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Legal Showdown: X (Formerly Twitter) Fined for Resisting Donald Trump Account Warrant

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Washington D.C, USA – X, the company formerly called Twitter, was fined $350,000 for noncompliance with a court-ordered search warrant concerning the social media account of former President Donald Trump, as disclosed by recent court documents.

A three-judge panel from the US Court of Appeals in Washington, D.C. on Wednesday, August 9, 2023, detailed the specifics of the court’s instructions to Twitter in a 34-page opinion.

In January, they revealed that special counsel Jack Smith had sought a search warrant related to Trump’s account.

This move was connected to the ongoing criminal probe into the Capitol riot events from January 6, 2021, and the subsequent peaceful transition of power after President Joe Biden’s victory in the 2020 elections.

The court documentation mentioned, “The district court issued a search warrant in a criminal case, directing appellant Twitter, Inc. (‘Twitter’) to produce information to the government related to the Twitter account ‘@realDonaldTrump‘. This was paired with a nondisclosure order preventing Twitter from making any notifications concerning the warrant’s existence or its details.”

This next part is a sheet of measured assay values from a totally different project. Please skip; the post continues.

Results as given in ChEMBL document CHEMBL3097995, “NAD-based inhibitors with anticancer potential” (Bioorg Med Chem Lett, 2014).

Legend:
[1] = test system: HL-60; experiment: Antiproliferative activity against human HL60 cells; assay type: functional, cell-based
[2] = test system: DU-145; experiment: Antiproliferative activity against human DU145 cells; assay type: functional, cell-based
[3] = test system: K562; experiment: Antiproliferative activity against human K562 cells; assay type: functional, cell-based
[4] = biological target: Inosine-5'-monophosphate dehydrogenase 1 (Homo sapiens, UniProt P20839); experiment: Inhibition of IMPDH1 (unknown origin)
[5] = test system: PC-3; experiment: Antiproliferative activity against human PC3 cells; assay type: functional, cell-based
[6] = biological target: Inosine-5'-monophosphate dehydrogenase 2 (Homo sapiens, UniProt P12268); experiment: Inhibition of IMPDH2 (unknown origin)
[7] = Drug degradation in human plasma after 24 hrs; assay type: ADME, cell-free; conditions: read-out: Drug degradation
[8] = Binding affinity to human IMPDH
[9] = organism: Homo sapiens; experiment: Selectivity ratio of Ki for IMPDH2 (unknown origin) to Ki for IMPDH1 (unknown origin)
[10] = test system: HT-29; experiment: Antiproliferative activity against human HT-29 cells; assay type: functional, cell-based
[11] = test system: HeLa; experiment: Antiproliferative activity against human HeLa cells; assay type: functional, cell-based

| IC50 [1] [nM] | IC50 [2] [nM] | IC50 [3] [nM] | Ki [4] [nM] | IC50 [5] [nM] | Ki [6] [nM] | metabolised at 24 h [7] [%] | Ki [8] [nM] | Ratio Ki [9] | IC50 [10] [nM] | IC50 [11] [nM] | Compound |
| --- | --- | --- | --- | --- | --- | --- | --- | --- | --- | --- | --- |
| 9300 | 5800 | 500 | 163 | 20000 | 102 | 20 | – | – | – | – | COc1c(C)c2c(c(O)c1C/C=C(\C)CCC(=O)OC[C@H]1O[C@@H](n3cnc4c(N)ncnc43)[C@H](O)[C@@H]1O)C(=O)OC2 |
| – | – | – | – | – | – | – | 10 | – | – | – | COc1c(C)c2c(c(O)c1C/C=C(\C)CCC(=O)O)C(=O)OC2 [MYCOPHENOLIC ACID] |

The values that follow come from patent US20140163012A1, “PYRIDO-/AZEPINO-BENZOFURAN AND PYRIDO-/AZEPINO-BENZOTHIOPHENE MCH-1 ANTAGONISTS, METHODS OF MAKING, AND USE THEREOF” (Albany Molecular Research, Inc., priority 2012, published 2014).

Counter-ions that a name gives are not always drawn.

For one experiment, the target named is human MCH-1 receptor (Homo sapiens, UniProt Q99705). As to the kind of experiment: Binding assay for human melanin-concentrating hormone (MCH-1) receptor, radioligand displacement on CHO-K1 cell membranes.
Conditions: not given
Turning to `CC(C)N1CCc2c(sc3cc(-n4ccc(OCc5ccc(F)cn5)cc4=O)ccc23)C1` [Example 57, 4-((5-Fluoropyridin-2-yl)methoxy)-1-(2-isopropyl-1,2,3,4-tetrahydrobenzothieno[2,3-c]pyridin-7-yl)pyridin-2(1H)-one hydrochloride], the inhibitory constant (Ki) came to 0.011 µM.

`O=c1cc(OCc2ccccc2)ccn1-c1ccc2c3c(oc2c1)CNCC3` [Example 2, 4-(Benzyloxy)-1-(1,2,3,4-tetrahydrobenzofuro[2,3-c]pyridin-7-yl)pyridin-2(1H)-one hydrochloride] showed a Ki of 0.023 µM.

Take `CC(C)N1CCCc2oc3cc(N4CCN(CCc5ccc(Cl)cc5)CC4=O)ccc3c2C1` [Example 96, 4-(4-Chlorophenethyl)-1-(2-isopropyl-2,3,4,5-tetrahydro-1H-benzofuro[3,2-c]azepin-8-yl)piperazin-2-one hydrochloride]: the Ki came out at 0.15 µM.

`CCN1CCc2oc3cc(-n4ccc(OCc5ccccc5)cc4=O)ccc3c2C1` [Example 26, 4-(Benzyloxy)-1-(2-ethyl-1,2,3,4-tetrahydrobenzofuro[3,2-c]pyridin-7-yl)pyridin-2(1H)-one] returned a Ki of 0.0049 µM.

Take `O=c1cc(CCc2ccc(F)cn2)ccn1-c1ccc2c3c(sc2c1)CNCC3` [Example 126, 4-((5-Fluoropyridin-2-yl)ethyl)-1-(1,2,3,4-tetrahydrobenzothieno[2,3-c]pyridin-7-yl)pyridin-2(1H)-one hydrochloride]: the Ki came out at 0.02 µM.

The court findings highlighted Twitter’s reluctance and delay in producing the demanded materials and their failure to adhere to the given timeline.

“Although Twitter eventually complied with the warrant, the complete information was handed over three days post the court-imposed deadline,” the panel observed. Consequently, this delay led to the court holding Twitter in contempt, resulting in a sanction of $350,000.

Twitter’s subsequent appeal raised arguments against the nondisclosure order, citing violations of the First Amendment and the Stored Communications Act.

The company further claimed that the district court should have withheld enforcing the search warrant until Twitter’s objections to the nondisclosure order were addressed.

Lastly, they argued against the court’s decision to hold Twitter in contempt and the imposed sanction.

However, the panel of judges dismissed all of Twitter’s claims.

The judges declared, “We affirm the district court’s rulings in all respects. The district court properly rejected Twitter’s First Amendment challenge to the nondisclosure order.”

They further clarified that the court’s decisions were made without abusing its authority.

“The district court adhered to necessary procedures prior to declaring Twitter in contempt of court – this included providing Twitter with an opportunity to express its views and a chance to correct its contempt to evade sanctions,” the panel noted.

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